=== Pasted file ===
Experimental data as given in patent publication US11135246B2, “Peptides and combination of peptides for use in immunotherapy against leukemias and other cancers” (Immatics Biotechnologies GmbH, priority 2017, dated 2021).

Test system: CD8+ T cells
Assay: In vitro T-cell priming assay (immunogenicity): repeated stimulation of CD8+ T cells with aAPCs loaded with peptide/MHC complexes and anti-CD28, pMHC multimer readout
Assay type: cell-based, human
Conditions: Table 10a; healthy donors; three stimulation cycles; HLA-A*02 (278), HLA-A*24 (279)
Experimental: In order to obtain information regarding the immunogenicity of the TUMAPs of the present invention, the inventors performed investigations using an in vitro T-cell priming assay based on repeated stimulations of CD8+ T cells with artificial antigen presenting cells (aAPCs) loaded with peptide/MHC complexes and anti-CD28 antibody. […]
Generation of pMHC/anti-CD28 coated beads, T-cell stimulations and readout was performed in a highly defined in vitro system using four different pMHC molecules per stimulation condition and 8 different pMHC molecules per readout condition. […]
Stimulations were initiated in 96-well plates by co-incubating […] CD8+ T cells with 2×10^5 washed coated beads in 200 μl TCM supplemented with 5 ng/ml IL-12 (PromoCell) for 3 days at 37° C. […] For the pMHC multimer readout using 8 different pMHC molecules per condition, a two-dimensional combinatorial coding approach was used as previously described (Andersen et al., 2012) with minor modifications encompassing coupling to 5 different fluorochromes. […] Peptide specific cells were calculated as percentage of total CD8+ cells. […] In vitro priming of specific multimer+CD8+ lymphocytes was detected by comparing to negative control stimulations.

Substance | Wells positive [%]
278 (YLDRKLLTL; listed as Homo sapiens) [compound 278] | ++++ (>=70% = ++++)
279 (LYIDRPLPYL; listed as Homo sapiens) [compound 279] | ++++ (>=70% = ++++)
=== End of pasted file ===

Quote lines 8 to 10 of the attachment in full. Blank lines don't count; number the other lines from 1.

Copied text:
Stimulations were initiated in 96-well plates by co-incubating […] CD8+ T cells with 2×10^5 washed coated beads in 200 μl TCM supplemented with 5 ng/ml IL-12 (PromoCell) for 3 days at 37° C. […] For the pMHC multimer readout using 8 different pMHC molecules per condition, a two-dimensional combinatorial coding approach was used as previously described (Andersen et al., 2012) with minor modifications encompassing coupling to 5 different fluorochromes. […] Peptide specific cells were calculated as percentage of total CD8+ cells. […] In vitro priming of specific multimer+CD8+ lymphocytes was detected by comparing to negative control stimulations.

Substance | Wells positive [%]
278 (YLDRKLLTL; listed as Homo sapiens) [compound 278] | ++++ (>=70% = ++++)